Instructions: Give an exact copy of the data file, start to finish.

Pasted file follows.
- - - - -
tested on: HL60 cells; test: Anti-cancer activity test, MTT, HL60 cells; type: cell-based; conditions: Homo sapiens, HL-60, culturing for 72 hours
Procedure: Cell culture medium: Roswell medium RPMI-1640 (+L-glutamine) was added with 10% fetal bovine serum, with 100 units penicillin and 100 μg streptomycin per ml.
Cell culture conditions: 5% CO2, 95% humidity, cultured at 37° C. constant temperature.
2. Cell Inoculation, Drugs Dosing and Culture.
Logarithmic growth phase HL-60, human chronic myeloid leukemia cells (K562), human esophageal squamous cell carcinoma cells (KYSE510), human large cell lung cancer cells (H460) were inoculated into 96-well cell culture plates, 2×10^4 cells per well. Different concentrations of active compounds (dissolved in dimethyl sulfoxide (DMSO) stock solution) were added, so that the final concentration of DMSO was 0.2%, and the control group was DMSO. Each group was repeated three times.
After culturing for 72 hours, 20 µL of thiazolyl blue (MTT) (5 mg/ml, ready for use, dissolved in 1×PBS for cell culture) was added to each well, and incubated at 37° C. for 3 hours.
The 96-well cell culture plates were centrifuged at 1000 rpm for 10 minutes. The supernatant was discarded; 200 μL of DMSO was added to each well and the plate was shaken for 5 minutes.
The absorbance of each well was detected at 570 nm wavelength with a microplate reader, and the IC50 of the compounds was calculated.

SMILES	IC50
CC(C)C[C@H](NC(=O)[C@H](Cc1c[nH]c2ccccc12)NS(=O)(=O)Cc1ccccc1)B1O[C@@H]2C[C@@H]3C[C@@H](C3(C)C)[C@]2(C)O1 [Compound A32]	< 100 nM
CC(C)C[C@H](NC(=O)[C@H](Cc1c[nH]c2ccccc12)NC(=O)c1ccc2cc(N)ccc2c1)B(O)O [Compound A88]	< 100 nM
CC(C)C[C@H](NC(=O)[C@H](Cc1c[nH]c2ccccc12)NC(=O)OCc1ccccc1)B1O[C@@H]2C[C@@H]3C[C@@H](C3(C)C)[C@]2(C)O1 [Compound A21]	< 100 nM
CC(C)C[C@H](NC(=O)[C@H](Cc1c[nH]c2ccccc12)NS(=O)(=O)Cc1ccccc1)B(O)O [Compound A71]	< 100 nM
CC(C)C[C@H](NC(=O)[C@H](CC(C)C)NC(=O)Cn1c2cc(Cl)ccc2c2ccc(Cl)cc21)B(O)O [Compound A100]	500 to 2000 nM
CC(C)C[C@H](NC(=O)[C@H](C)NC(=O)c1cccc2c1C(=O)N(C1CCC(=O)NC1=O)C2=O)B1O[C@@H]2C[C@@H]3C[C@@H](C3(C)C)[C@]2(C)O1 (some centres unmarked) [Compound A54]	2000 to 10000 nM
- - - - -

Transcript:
tested on: HL60 cells; test: Anti-cancer activity test, MTT, HL60 cells; type: cell-based; conditions: Homo sapiens, HL-60, culturing for 72 hours
Procedure: Cell culture medium: Roswell medium RPMI-1640 (+L-glutamine) was added with 10% fetal bovine serum, with 100 units penicillin and 100 μg streptomycin per ml.
Cell culture conditions: 5% CO2, 95% humidity, cultured at 37° C. constant temperature.
2. Cell Inoculation, Drugs Dosing and Culture.
Logarithmic growth phase HL-60, human chronic myeloid leukemia cells (K562), human esophageal squamous cell carcinoma cells (KYSE510), human large cell lung cancer cells (H460) were inoculated into 96-well cell culture plates, 2×10^4 cells per well. Different concentrations of active compounds (dissolved in dimethyl sulfoxide (DMSO) stock solution) were added, so that the final concentration of DMSO was 0.2%, and the control group was DMSO. Each group was repeated three times.
After culturing for 72 hours, 20 µL of thiazolyl blue (MTT) (5 mg/ml, ready for use, dissolved in 1×PBS for cell culture) was added to each well, and incubated at 37° C. for 3 hours.
The 96-well cell culture plates were centrifuged at 1000 rpm for 10 minutes. The supernatant was discarded; 200 μL of DMSO was added to each well and the plate was shaken for 5 minutes.
The absorbance of each well was detected at 570 nm wavelength with a microplate reader, and the IC50 of the compounds was calculated.

SMILES	IC50
CC(C)C[C@H](NC(=O)[C@H](Cc1c[nH]c2ccccc12)NS(=O)(=O)Cc1ccccc1)B1O[C@@H]2C[C@@H]3C[C@@H](C3(C)C)[C@]2(C)O1 [Compound A32]	< 100 nM
CC(C)C[C@H](NC(=O)[C@H](Cc1c[nH]c2ccccc12)NC(=O)c1ccc2cc(N)ccc2c1)B(O)O [Compound A88]	< 100 nM
CC(C)C[C@H](NC(=O)[C@H](Cc1c[nH]c2ccccc12)NC(=O)OCc1ccccc1)B1O[C@@H]2C[C@@H]3C[C@@H](C3(C)C)[C@]2(C)O1 [Compound A21]	< 100 nM
CC(C)C[C@H](NC(=O)[C@H](Cc1c[nH]c2ccccc12)NS(=O)(=O)Cc1ccccc1)B(O)O [Compound A71]	< 100 nM
CC(C)C[C@H](NC(=O)[C@H](CC(C)C)NC(=O)Cn1c2cc(Cl)ccc2c2ccc(Cl)cc21)B(O)O [Compound A100]	500 to 2000 nM
CC(C)C[C@H](NC(=O)[C@H](C)NC(=O)c1cccc2c1C(=O)N(C1CCC(=O)NC1=O)C2=O)B1O[C@@H]2C[C@@H]3C[C@@H](C3(C)C)[C@]2(C)O1 (some centres unmarked) [Compound A54]	2000 to 10000 nM